If you like sand, sun and sea, it doesn’t get any better than Blue Parrot Beach House. Start your day with a glorious sunrise over the turquoise blue waters of the Caribbean sea, or explore postcard-perfect stretches of beach made for a morning run or an early morning stroll. Kayak up the coast, take a tour, soak up the rays or just relax hanging around in the hammocks on the beach.
The first people in Belize were the Maya around 1500 B.C. Evidence of their civilization is seen in the settlements left in the ruins of Xunantunich, Caracol, Lamanai and Lubaantun and many others. The first European to reach Belize was Christopher Columbus in 1502. In 1638, the first European settlement was established by England, and for 150 years, many more English settlements were set up.
In 1840, Belize became a "Colony of British Honduras" and in 1862, it became a crown colony. For one hundred years after that, Belize was a representative government of England, but in January 1964, full self-government with a ministerial system was granted. In 1973, the region's name was changed from British Honduras to Belize and on September 21, 1981, full independence was achieved.
Belizean people are proud of their ancestory. It is a diverse community with traditions and customs representing more than eight diverse cultures. For generations, the people of Belize have demonstrated a cultural commitment to preserve the country’s unique charms. It is truly a melting pot of colorful personalities, making our 320,000 residents the country’s greatest resource. The Belizean people are made up of Maya, Mestizo, Kriol, Garifuna, East Indian, Mennonite and Chinese.
There also are a number of expatriates in Belize from Canada, Europe, South Africa and the United States–and many of them retire here. Although culturally diverse, Belize is one of the happiest and most peaceful countries in the region with a widespread reputation as one of the world’s friendliest tourist destinations.
English is the official language. Other languages spoken include Kriole, Garifuna, Mandarin, Spanish and Maya.
The BZ$ is the official currency of Belize. It has a locked exchange rate of US$1=BZ$2. It is advisable to bring some cash (USD). Small curio stores do not have credit card facilities, although they will accept USD. Most hotel and tour operators quote their prices in USD, while local shops will have prices in BZ$. ATM's are available in most tourist areas.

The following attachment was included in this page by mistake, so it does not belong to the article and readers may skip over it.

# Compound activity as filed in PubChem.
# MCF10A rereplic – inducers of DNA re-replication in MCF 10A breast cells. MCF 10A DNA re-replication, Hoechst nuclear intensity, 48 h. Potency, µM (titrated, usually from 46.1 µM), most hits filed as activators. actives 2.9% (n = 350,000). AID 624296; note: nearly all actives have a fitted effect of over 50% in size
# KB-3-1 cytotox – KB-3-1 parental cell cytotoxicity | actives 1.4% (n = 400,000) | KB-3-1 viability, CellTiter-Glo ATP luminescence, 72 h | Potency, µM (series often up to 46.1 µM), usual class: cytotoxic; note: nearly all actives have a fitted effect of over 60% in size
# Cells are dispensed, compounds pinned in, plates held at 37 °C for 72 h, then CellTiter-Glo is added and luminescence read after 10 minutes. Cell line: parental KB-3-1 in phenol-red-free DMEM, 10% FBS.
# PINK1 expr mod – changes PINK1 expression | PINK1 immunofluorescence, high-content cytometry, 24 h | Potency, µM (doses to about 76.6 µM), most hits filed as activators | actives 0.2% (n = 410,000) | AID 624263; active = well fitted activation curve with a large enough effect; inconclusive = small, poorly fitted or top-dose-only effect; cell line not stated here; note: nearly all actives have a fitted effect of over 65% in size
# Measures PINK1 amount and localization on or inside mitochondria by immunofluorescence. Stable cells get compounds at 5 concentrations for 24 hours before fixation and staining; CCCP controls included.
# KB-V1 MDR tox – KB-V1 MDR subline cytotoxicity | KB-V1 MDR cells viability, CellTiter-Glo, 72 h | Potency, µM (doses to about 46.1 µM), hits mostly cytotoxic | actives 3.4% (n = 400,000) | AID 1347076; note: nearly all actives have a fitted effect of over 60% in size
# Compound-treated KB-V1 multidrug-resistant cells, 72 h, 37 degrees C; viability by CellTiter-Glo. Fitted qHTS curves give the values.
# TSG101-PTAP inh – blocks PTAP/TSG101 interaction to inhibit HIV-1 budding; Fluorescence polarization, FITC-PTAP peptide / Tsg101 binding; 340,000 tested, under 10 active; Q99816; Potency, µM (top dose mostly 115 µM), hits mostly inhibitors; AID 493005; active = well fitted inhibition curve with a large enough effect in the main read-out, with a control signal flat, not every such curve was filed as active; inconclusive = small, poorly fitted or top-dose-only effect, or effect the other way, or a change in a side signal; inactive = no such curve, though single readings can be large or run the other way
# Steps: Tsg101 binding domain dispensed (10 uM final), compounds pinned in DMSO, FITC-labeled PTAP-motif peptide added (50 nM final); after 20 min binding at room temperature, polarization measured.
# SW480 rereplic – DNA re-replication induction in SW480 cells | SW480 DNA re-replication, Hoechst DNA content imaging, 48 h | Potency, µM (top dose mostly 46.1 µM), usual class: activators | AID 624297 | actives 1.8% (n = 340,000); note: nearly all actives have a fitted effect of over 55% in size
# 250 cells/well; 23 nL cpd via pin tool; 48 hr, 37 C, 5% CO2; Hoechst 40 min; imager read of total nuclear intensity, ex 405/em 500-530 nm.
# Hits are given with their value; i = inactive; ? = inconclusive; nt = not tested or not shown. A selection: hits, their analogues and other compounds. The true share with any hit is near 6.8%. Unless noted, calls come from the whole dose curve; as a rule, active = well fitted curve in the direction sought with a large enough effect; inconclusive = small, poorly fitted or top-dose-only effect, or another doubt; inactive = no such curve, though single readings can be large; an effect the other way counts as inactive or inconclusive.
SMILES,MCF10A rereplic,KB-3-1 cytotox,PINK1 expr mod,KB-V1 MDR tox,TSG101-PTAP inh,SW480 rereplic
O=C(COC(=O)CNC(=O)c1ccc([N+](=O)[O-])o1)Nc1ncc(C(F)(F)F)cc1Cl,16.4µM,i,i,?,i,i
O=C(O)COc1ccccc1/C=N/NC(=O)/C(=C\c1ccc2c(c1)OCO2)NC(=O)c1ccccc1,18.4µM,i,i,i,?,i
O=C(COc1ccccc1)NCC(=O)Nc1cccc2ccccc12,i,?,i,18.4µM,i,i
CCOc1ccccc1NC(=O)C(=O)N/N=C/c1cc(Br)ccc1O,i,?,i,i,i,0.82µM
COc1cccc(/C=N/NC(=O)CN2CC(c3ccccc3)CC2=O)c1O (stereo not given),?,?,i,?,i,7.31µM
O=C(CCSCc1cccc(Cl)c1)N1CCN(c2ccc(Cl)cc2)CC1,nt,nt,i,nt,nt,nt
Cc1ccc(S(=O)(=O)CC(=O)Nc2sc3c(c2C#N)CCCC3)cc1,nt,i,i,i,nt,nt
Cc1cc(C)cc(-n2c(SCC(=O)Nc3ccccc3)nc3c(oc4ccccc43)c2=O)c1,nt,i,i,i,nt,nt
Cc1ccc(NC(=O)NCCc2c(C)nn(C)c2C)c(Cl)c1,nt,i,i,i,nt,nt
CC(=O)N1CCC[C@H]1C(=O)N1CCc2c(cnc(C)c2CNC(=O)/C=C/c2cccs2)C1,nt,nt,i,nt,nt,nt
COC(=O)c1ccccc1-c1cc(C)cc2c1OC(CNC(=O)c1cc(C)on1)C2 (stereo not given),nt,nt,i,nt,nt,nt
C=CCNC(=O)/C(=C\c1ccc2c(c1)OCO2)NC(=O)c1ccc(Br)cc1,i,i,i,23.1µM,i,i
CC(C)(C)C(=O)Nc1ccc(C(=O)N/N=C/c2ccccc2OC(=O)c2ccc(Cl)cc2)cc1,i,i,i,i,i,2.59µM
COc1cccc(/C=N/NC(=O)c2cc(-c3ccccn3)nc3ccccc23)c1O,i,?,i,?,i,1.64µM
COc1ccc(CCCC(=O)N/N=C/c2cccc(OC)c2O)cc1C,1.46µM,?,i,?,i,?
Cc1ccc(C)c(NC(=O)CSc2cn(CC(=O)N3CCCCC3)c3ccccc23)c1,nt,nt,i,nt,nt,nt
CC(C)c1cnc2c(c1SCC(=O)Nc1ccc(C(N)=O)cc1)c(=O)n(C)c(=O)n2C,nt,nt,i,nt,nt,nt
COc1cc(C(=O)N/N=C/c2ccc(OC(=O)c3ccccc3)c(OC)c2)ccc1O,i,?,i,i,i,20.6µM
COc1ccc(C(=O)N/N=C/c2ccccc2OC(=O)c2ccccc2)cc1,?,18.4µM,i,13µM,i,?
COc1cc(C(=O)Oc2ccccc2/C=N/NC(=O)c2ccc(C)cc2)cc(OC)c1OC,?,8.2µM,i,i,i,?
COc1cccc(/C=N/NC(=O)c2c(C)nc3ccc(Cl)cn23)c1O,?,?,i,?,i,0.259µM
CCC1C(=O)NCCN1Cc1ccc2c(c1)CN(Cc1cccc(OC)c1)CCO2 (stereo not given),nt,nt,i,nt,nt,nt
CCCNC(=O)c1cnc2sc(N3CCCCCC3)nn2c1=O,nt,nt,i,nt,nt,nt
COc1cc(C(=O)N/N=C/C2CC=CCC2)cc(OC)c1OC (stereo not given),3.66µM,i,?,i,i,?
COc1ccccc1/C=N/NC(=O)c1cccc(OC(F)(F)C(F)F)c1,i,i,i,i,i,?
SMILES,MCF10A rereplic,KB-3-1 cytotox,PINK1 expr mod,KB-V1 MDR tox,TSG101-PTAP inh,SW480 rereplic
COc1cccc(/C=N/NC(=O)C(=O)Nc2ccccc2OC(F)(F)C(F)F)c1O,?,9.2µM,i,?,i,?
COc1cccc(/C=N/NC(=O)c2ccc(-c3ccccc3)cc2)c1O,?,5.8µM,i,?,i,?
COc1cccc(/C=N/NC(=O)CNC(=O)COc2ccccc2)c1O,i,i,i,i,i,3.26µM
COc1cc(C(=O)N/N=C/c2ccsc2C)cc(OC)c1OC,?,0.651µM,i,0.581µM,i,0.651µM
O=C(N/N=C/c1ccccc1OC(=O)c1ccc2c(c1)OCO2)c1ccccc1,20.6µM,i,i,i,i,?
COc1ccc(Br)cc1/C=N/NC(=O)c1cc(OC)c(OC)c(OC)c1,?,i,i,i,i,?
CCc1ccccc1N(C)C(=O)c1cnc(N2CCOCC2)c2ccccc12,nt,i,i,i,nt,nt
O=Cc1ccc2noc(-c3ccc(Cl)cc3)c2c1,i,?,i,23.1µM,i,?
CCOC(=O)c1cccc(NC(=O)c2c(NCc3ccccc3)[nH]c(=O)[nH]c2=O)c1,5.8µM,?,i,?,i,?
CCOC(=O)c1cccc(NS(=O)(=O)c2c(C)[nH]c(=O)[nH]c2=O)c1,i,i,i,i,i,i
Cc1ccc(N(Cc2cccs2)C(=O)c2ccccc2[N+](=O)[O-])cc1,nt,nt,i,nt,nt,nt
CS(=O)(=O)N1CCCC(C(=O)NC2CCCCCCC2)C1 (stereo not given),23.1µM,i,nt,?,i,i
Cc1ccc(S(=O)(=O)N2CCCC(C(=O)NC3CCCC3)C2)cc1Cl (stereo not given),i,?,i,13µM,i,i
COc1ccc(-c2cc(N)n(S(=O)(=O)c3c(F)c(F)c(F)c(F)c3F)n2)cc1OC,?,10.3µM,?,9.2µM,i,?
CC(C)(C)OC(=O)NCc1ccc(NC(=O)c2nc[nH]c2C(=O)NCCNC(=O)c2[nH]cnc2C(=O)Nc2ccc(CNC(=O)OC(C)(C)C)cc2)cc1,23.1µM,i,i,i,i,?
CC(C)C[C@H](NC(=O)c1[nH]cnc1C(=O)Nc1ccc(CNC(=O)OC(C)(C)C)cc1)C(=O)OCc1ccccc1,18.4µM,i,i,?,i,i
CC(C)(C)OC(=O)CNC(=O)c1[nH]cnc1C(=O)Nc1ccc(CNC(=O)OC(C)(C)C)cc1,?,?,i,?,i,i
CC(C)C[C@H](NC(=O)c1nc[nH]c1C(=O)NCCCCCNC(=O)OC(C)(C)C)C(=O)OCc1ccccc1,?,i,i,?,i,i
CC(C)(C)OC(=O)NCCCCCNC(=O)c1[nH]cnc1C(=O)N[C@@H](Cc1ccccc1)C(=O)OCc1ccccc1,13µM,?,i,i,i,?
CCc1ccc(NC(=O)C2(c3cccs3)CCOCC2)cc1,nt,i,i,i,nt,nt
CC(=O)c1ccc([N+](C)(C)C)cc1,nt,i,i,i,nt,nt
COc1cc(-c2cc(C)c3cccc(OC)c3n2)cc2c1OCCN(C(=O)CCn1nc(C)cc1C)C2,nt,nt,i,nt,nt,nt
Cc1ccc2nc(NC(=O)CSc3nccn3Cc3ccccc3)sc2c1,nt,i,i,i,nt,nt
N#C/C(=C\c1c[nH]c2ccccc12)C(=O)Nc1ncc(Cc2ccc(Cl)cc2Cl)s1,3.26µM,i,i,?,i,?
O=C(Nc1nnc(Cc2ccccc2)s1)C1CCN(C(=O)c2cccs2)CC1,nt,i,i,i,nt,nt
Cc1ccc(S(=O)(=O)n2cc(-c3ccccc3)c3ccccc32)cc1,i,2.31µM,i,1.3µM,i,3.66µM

Driving in Belize
US and Canadian citizens do not need International drivers licenses, just a valid, unexpired drivers license. There are several international as well as local car rental agencies. When booking a car rental, ensure you are aware of all policies, such as deposits, insurance (most credit cards will only cover paved roads), etc. A GPS is always a good idea -- the maps can be bought online for about $50 and installed on your own unit -- or a GPS rented at the car rental compony for about $10 per day. Always stay on the main highways - avoid coastal roads - it might be shorter in distance but can cost you tires and time.
The average yearly temperature is 84° F (29° C); it’s always warm, yet comfortable. Coastal sea breezes as well as the jungle and rainforest keep you cool even in the hottest summer months, while winters can be cool but never very cold. In short, the climate is pretty much near perfect.
Even in winter (November-March) the temperature in Belize rarely falls below 60° F (16° C), while the summer (May-September) is around 86° F (30° C). Humidity is also fairly consistent at around 85 percent.
Belize’s dry season is between February and May and has significantly lower rainfall than the rest of the year. When it does rain, it is usually in mild, short bursts.
June through December is the wet season. Sometimes wild storms associated with the Caribbean occur, usually in the late afternoons. The most frequent rainfall usually happens in June or early July and is punctuated by a break in late July or August known as the "little dry".
Belize has a hurricane season, and while statistically Belize does not attract many major direct hits, it does get its share of severe tropical weather with high winds and rain. However, Belize has a cooperative early warning network. Belizean safety, evacuation and other procedures have proven to be effective, so no worries.
- Belize has around 900 Mayan sites.
- The islands in Belize are called Cayes (pronounced “keys”) and total around 450 including those on the outer atolls.
- Belize has the only jaguar reserve in the world, otherwise known as Cockscomb Basin Wildlife Sanctuary.
- Belize is home to the narrowest main street in the world, as recorded by the Guiness Book of Records. Visit quaint shops, enjoy a traditional meal or Italian gelato on Main street in Placencia.
- Many Belizeans avoid swimming in the ocean or rivers on Good Friday; it is viewed as bad luck. Local mothers can often be heard telling their kids they “will turn fish!” if they swim on this day!
- Belizean folklore tells of a 3-foot tall, evil dwarf called El Duende. The thumbless dwarf is said to hang out in the forest and punish any children who kill animals!
- Belize has its own version of Big Foot/Sasquatch, called El Sisimito. It is a large creature that has no knees, has its feet on backwards and likes human flesh!
- Belize is the only Central American country where English is the official language. However, you will still hear a mixture of Creole, Spanish, Garifuna and Mayan languages being spoken on the street.
- The former capital, Belize City, was nearly completely destroyed by Hurricane Hattie in 1961! After Hurricane Hattie, the capital city was moved to Belmopan. With just over 12,000 inhabitants, Belmopan is the smallest capital city in the World!
- The tallest building in Belize is a Mayan temple!
- There is no McDonalds, Burger King, Starbucks or KFC in the entire country of Belize!!!